With three BTK inhibitors approved for treatment of mantle cell lymphoma, patients and providers should consider side effects and insurance coverage before deciding on a drug.
Bruton tyrosine kinase (BTK) inhibitors have brought major changes to the mantle cell lymphoma (MCL) treatment landscape. However, not all patients benefit from these drugs, and cost and side effects are also apparent, leaving unanswered questions and the need for more research, explained Dr. Bijal Shah, associate member of the Department of Malignant Hematology at Moffitt Cancer Center.
“We all acknowledge that BTKs have unquestionably changed the treatment landscape for MCL. We now have a pill therapy that functions in many respects as well, if not better than, chemotherapy in the same space. The problem we run into is (that) there are still high-risk subsets that don't benefit from the BTKs. These are the same high-risk subsets that don't benefit from chemo either,” Shah said in a recent interview with OncLive, a sister publication of CURE®.
Those who may not benefit from BTK inhibitors include patients: with p53 mutations, whose disease is very proliferative, with Ki-67 more than 50%, and those with blastoid or pleomorphic morphology.
BTK Inhibitor Side Effects
Additionally, side effects must be considered – and closely monitored – when planning treatment with one of the three FDA-approved BTK inhibitors for MCL: Imbruvica (ibrutinib), Brukinsa (zanubrutinib) and Calquence (acalabrutinib).
Namely, cytopenias (when there is a lower-than-normal amount of blood cells) “have been the hardest thing to push through,” Shah explained, noting that these tend to be more common in patients receiving Imbruvica, in his experience.
With Calquence, a common side effect patients experience is myalgia (achy muscles) or headache, usually within the first month of treatment. This tends to happen a bit later for patients on Imbruvica.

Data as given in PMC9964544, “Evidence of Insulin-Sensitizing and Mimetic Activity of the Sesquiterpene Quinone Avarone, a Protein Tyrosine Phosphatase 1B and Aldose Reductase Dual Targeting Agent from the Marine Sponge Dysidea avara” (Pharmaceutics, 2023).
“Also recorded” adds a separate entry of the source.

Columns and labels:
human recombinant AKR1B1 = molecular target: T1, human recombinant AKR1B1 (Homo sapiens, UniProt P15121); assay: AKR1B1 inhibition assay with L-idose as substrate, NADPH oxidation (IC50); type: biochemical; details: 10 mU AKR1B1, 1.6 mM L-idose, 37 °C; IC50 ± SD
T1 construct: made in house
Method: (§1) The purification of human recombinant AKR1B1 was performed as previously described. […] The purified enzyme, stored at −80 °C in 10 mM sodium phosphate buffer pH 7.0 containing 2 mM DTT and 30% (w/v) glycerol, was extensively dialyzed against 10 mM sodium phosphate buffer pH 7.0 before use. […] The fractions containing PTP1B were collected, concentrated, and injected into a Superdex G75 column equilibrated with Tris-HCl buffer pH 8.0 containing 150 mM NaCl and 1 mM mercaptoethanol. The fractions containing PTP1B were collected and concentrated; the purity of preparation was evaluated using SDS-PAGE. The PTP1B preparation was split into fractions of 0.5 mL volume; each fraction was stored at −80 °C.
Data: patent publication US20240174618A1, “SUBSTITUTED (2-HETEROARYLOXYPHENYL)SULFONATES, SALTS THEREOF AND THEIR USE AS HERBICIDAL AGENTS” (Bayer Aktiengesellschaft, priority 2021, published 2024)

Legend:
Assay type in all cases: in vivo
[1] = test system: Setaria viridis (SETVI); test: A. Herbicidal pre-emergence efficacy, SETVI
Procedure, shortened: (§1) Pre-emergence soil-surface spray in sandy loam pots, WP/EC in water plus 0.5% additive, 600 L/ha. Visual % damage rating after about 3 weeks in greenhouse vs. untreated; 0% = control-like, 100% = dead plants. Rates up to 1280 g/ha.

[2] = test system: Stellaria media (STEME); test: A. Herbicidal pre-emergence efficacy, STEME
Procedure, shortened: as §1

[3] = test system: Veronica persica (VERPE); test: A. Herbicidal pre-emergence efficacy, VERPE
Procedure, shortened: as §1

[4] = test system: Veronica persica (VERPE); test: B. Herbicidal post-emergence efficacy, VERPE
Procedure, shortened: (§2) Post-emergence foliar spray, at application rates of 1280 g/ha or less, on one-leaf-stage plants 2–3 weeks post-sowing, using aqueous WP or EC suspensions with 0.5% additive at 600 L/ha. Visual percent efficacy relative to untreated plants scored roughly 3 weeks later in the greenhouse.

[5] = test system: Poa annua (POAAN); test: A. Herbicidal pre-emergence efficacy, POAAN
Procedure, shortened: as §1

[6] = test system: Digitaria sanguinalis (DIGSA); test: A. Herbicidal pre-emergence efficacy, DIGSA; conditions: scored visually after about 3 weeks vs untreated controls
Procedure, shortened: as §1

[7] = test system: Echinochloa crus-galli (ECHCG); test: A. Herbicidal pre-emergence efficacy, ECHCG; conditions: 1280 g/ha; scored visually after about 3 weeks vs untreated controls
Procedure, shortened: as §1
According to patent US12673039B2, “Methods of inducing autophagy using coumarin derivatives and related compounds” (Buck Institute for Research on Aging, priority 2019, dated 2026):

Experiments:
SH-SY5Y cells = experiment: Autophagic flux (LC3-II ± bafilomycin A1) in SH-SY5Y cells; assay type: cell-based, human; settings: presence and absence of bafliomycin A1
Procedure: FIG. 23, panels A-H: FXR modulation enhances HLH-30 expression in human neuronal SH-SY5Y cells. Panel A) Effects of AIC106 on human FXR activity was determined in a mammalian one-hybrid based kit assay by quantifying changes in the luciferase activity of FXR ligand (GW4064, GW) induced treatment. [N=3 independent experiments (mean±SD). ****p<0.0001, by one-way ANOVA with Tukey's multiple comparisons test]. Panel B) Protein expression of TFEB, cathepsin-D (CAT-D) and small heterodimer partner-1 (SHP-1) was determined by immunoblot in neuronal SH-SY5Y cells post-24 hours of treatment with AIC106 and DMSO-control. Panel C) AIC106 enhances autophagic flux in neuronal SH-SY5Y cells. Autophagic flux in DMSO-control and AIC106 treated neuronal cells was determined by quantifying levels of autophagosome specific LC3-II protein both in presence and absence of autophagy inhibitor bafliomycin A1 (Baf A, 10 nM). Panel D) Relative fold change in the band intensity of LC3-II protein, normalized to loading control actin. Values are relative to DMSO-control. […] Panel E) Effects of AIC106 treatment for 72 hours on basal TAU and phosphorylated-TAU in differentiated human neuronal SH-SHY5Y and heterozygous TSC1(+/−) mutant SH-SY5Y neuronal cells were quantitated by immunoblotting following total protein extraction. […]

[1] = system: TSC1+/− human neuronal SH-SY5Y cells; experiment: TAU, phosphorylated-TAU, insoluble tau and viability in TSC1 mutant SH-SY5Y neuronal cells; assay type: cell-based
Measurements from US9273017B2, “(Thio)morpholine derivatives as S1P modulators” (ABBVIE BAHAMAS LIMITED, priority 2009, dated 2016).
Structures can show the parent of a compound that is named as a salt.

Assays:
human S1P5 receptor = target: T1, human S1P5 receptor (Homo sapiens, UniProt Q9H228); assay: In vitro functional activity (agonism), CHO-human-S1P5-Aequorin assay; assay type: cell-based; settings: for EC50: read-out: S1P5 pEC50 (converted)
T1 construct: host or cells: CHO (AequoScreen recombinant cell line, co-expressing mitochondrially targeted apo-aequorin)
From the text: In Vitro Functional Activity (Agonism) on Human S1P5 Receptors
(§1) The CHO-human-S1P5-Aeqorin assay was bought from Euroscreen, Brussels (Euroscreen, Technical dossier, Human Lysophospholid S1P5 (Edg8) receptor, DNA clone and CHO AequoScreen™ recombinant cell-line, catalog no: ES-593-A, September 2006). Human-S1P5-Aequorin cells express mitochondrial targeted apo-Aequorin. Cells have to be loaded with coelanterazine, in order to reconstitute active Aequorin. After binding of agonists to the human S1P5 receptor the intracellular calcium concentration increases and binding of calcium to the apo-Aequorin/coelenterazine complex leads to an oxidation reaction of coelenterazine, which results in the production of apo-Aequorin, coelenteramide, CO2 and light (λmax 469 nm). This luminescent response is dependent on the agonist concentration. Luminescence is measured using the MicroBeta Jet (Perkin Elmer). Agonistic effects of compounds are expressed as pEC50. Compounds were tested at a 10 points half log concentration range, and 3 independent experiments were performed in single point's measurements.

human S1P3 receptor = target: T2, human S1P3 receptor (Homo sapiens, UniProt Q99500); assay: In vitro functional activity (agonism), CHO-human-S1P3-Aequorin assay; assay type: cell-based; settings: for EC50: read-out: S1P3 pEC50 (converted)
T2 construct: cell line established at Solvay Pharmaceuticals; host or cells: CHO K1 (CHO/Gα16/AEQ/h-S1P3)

“(The patient) is generally able to push through the headache, and Fioricet or something with caffeine seems to be an effective tool for managing the headaches,” Shah said.
Finally, patients who already have high blood pressure may want to talk with their care team about steering clear from Brukinsa.
“The number one thing that I've seen with zanubrutinib has been worsening of pre-existing hypertension, and it can be rather severe. I've had to admit a few patients to the ER for very high blood pressures, and incorporating things that I don't normally use, like clonidine, to help control some of the blood pressure fluctuations,” Shah said. “That has been, in terms of (side effects), one of the harder things, but something that we must keep in mind.”
Consider the Cost of Treatment
In addition to side effects, patients may need to consider cost and insurance coverage before being prescribed a BTK inhibitor to treat their MCL.
“I hate to say it, but insurance usually declares which (BTK inhibitor) we’re going to use before we make that decision. Certainly, we (have) found that sometimes one BTK is covered, and another is not,” Shah said.
Shah said that he recently treated a patient whose disease was progressing, so he wanted to switch to treatment with a BTK inhibitor. However, Calquence and Ibruvica had high co-pays that were too expensive. As disease continued to progress, Shah recommended treatment with Brukinsa, and even though it was the newest BTK inhibitor on the market for MCL, it was completely covered by insurance.
The patient’s expenses went from several hundreds of dollars every month to nothing. “That’s obviously a game-changer for the patient,” Shah said.
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